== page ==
Chinese Crude Futures Contract may Become Asian Benchmark
HOUSTON (DTN) --- The new Shanghai crude oil futures contract began trading
last month, supported by growing demand in Asian crude oil markets and
favorable tax treatment by the Chinese government aimed at attracting
international companies, the Energy Information Administration said today in
This Week in Petroleum.
Although North America and Europe each have a widely traded oil futures
contract -- West Texas Intermediate and Brent, respectively -- the Asian market
has yet to develop a widely traded benchmark contract. Some consider the Dubai
Mercantile Exchange's Oman futures contract to be representative of the Asian
crude oil market, but its daily traded volume and open interest have remained
at low levels since its inception in 2007, indicating it is not actively used
among market participants, EIA said.
Perhaps the most significant difference between the Shanghai crude oil
futures contract and WTI, Brent, and Oman benchmarks is that the Shanghai crude
oil futures contract is priced in Chinese yuan (CNY) per barrel (/bbl), EIA
The Shanghai contract's settlement in yuan introduces an element of currency
risk that oil traders previously did not have to consider, the agency said.
Based on the September 2018 contract's April 24 closing price of 440.9 /bbl
and the April 24 USD/CNY exchange rate of 6.31 /$, the Shanghai crude oil
futures price settled at an equivalent of $69.91 bbl. The September 2018
contracts for WTI, Brent, and Oman closed at $66.62 bbl, $72.01 bbl, and $68.85
bbl, respectively, EIA said.
The USD/CNY exchange rate has appreciated 8% during the past year, up from
6.88 /$ on April 24, 2017, EIA said.
The Shanghai contract specifies that several crude oil streams are eligible
for delivery, most of which are produced in the Middle East. All are medium in
API gravity and sour in terms of sulfur content, EIA said. The Oman futures
contract also represents medium and sour crude oils, whereas Brent and WTI
underlie light and sweet crude oils. Unlike the other contracts, Shanghai
futures represent a crude oil for delivery in a demand center distant from
where the crude oil is produced. The other contracts are priced near production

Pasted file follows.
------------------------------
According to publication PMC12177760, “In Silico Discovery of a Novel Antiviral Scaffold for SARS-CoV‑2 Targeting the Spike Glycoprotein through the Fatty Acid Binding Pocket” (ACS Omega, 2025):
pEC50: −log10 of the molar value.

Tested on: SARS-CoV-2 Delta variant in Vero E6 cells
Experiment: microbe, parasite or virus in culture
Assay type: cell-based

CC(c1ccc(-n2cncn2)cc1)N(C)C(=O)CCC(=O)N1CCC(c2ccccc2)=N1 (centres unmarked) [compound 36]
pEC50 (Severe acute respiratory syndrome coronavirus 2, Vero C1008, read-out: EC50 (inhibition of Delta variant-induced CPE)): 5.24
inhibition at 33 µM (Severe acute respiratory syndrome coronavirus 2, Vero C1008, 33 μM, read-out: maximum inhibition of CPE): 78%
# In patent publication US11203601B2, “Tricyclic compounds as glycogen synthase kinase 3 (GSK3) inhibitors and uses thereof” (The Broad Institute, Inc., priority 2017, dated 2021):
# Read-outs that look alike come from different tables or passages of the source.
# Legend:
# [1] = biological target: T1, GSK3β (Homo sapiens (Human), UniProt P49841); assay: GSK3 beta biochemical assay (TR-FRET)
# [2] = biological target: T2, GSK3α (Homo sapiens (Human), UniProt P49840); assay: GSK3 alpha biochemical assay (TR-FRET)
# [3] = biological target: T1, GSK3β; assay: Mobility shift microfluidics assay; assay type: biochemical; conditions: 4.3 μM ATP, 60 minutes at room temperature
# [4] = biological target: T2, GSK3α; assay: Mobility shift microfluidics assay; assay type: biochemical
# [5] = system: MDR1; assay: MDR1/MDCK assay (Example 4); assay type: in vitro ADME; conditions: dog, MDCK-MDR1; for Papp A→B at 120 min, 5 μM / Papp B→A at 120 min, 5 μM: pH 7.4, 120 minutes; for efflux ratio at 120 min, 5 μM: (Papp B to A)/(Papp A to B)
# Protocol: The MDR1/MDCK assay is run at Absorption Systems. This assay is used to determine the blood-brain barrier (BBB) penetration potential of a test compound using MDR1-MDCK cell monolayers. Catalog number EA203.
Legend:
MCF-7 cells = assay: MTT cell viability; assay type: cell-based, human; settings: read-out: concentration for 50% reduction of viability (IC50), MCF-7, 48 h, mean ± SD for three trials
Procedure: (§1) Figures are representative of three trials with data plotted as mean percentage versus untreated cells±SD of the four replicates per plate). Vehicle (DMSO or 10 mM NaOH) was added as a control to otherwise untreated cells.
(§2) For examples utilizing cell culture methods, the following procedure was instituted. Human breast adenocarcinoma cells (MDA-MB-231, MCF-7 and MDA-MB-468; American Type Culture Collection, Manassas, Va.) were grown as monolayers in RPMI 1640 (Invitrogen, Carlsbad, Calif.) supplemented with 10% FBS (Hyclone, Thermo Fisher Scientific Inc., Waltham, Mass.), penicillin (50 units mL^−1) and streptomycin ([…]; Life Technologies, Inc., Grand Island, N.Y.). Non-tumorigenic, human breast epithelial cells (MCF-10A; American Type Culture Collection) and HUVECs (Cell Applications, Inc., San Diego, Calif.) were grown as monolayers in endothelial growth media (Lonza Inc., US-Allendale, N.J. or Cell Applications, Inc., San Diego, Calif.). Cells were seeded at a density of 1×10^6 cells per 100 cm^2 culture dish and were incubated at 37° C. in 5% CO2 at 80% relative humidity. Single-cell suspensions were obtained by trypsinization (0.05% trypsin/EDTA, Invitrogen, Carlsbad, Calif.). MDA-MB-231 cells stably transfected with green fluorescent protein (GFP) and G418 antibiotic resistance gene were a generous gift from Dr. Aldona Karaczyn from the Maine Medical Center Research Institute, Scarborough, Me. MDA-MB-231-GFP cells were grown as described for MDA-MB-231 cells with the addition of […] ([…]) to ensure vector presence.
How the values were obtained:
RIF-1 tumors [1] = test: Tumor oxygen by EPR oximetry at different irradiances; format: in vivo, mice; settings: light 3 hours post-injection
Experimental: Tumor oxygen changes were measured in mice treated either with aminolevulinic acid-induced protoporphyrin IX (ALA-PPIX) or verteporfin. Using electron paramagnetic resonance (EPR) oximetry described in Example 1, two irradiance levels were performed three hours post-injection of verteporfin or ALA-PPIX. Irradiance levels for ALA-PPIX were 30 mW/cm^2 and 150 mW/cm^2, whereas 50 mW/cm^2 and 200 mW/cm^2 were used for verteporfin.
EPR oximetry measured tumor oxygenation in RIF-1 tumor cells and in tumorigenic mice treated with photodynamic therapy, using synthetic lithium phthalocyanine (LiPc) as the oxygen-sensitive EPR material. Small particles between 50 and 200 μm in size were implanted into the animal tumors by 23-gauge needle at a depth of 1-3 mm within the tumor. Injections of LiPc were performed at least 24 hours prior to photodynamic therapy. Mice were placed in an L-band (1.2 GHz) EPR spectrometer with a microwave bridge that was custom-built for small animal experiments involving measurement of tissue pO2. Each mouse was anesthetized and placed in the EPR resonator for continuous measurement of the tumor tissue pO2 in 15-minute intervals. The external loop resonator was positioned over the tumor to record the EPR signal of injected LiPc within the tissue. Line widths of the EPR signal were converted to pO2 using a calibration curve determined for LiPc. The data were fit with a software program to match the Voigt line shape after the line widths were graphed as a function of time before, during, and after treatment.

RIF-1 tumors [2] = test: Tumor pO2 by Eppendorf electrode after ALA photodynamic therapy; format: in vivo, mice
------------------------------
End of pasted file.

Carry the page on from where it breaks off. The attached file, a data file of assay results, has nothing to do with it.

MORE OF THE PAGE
areas, and as a result, the Shanghai futures prices could reflect delivery
costs that are more volatile, EIA said.
The Asia and Oceania region represented more than 35% of global petroleum
and other liquid fuels demand in 2017, an increase from the 30% of petroleum
demand the region represented in 2008, EIA said. Many countries in the region
are dependent on crude oil imports to meet domestic demand. Imports to a select
group of Asia-Pacific crude oil importing countries averaged a record-high 24
million bpd in January. As the crude oil trade in the region grows, a benchmark
futures price that reflects local supply and demand conditions could benefit
market participants in managing price risk, EIA said.
After one month of trading, the Shanghai futures contract for September 2018
delivery already has more open interest and trading volume than the Oman
contract for September delivery, the agency said. The Shanghai futures
contract's open interest is smaller than that for Brent and WTI, but trading
volume has been high compared with the number of contracts outstanding,
indicating a high amount of trading turnover, EIA said.
To attract international companies, China's finance ministry has waived
income tax on commissions earned by foreign investors for three years. Although
this initiative could attract the market participants needed to facilitate
trading in the contract, China's central bank still maintains international
capital restrictions, which could reduce interest for some companies, EIA said.
Soon after the launch, the trading company for Sinopec -- Asia's largest
refiner -- agreed to a one-year deal to purchase crude oil from a European oil
company priced against the new contract.
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